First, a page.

As September begins, ministries around the Province are holding in prayer those who died during the terrorist attacks on Sept. 11, 2001.
More than 400 people participated in the annual Father Mychal Judge, OFM, Walk of Remembrance on Sunday, Sept. 7 in New York City. The day began with the rosary and Mass at St. Francis of Assisi Church on West 31st Street in Manhattan. Mychal, a city fire department chaplain, was based there at the time of his death. After Mass, participants walked down Seventh Avenue toward the World Trade Center, stopping at firehouses and police precincts along the way for prayer and reflection.
At West 10th Street, near FDNY Squad 18’s firehouse, Christopher Keenan, OFM, FDNY chaplain and Mychal’s successor, read Mychal’s words from his last homily, given at a firehouse in the Bronx on Sept. 10, 2001.
“We can never thank God enough for the reality of the lives we have,” Chris read. “Standing in the Lord’s presence this morning, let us pause for a moment, close our eyes, and thank God for some of the blessings in our individual lives … As we celebrate this day in thanksgiving to you, keep our hearts and minds open. Let us enjoy each other’s company. And most of all, let us be conscious of your presence in our lives, and, in a special way, in the lives of all those who have gone before us.”
As the walkers approached the World Trade Center, a bell of remembrance — transported by David Schlatter, OFM — began to toll. With the deep, solemn “bong” of the bell reverberating off the surrounding skyscrapers and lingering tremulously in the air, the walkers arrived at St. Peter’s Church on Barclay Street, where Mychal’s body had been taken soon after his death. There, the walk concluded. Photos of this year’s event were posted on the 9/11 Walk of Remembrance Facebook page.
St. Francis of Assisi Church will celebrate the annual 9/11 Memorial Mass on the anniversary this Thursday.
“The Mychal Judge Walk of Remembrance and the 9/11 Memorial Mass continue to be important to the people of New York, especially those who lost loved ones in this tragedy,” wrote Andrew Reitz, OFM, pastor, in the Sept. 7 bulletin. “As we look at the new Freedom Tower, we remember the Twin Towers and that day in 2001 that shook not only New York, but Washington, DC, Pennsylvania and the whole nation. Our gratitude is strong and extends to those who responded immediately, and those who worked so hard the days, weeks and months afterward. We continue to pray for the families and friends of those who lost loved ones.”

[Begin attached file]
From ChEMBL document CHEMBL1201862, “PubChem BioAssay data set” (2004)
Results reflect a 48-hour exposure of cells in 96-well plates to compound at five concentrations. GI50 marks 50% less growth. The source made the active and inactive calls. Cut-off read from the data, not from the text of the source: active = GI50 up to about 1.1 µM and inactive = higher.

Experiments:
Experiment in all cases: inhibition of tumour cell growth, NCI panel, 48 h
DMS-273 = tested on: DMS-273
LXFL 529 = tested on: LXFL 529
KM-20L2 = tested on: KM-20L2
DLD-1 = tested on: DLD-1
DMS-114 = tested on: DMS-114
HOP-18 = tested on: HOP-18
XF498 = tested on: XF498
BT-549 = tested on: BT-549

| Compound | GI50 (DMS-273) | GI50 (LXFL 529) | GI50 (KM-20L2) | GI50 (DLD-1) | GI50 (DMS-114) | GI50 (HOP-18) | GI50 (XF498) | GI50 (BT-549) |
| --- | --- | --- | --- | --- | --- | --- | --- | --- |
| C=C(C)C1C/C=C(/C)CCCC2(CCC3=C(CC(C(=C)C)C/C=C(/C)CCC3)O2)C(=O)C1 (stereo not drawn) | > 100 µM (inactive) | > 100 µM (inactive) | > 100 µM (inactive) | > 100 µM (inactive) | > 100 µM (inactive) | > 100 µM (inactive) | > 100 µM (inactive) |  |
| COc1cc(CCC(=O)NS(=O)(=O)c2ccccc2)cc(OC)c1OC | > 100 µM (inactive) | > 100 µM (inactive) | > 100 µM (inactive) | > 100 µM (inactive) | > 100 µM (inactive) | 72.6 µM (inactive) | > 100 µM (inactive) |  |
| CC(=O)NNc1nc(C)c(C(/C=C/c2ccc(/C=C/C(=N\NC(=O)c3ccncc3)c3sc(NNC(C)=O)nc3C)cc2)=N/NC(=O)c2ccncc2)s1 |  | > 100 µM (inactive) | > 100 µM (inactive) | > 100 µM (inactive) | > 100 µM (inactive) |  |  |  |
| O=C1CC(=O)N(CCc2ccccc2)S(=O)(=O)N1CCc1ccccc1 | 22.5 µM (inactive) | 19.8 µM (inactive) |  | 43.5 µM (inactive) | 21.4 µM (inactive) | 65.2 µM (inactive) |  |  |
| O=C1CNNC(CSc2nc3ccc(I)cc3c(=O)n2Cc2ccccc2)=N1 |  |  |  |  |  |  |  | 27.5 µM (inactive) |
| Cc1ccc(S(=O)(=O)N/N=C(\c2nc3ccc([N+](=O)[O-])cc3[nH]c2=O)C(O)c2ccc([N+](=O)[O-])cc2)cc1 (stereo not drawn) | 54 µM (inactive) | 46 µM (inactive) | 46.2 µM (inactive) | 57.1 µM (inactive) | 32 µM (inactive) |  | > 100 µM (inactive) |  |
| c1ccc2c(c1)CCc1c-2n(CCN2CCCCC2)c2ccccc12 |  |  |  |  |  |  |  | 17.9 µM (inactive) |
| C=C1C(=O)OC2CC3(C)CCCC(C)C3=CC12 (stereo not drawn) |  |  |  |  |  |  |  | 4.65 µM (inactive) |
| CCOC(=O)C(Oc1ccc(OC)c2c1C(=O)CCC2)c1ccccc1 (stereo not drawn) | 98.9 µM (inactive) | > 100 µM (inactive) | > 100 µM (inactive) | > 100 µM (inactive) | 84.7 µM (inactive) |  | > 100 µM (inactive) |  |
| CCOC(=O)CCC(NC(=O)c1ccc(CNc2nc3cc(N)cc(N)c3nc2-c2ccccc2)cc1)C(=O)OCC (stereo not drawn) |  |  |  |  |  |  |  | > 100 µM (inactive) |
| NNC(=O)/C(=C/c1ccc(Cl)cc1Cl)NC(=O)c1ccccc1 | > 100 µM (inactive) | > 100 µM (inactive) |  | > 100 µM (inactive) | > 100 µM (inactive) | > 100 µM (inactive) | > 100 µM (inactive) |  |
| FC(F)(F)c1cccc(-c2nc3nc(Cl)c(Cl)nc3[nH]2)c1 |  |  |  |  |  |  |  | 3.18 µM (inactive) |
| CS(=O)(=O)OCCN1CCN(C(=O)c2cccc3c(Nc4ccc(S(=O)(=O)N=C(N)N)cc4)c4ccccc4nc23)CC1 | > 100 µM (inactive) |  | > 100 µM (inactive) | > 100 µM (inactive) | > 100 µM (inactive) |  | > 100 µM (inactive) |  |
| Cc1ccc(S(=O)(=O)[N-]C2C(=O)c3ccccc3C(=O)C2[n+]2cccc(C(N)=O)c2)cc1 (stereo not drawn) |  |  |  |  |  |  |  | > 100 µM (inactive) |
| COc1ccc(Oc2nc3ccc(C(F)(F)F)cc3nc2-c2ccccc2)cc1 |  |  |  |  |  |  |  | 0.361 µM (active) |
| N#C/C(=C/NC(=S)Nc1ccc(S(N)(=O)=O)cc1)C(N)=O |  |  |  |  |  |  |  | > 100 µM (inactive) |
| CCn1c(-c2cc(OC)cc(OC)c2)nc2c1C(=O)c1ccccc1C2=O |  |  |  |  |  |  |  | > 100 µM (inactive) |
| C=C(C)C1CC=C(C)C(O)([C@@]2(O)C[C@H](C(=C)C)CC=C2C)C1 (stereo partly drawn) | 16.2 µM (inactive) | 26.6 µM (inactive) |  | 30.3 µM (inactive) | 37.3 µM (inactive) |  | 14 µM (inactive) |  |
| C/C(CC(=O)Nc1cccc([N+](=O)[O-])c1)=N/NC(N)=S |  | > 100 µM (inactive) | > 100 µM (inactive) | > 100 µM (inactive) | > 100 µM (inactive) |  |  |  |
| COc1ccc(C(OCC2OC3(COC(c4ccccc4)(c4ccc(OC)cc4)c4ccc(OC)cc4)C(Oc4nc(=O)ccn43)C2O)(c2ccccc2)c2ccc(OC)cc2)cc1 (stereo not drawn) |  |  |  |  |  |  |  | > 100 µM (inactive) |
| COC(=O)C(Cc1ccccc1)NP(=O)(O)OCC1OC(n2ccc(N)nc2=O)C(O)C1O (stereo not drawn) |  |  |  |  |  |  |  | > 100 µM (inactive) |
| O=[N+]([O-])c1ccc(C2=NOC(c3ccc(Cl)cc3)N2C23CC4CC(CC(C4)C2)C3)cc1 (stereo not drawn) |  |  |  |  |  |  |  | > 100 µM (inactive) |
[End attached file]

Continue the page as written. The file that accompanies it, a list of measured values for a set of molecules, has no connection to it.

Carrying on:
A Mass of Remembrance will also be celebrated at 11:30 a.m. on Sept. 11 at St. Bonaventure Church in Paterson, N.J. Following the Mass, a special prayer service is planned for Mychal’s grave at Holy Sepulchre Cemetery, Totowa, N.J. The parish will commemorate all who lost their lives in the terrorist attacks.
Next month, victims of the terrorist attacks will be honored during the 42nd Annual Long Beach Island Commemorative 18-Mile Run on Oct. 23 in New Jersey. The race is also dedicated to the 11 Israeli athletes slain by terrorists at the 1972 Munich Olympics. Those who wish to register for the race can do so at raceforum.com/LBI.
In the Sept. 7 bulletin at St. Mary’s Parish in Pompton Lakes, N.J., pastor Frank Sevola, OFM, encouraged people to visit the National September 11 Memorial in New York City.
“It is a very moving and emotional place for prayer and reflection,” the friar wrote. “It is simply amazing to see the memorial pools with the names of the dead inscribed and the 400 trees planted in memory of the 400 first responders who died in that national tragedy. It’s a beautiful and peace-filled place, and I encourage you to visit.”
Frank also shared the following prayer for peace:
“Most High and Glorious God we your people gather together to honor the memory of Sept. 11, 2001. We ask you to be with us today and be with all people of good will who gather to remember the sacrifice made by so many of your children on that day and on the days, months and years that have followed. Most High and Glorious God, look down on all of us. Look down on all your children in America. Look down on your Muslim children, your Christian children, your Jewish children and your children whose faith is known to you alone. Look down on all of us and bless us, keep us in your care — teach us peace, heal us and make us one.”
— Maria Hayes is communications coordinator for Holy Name Province.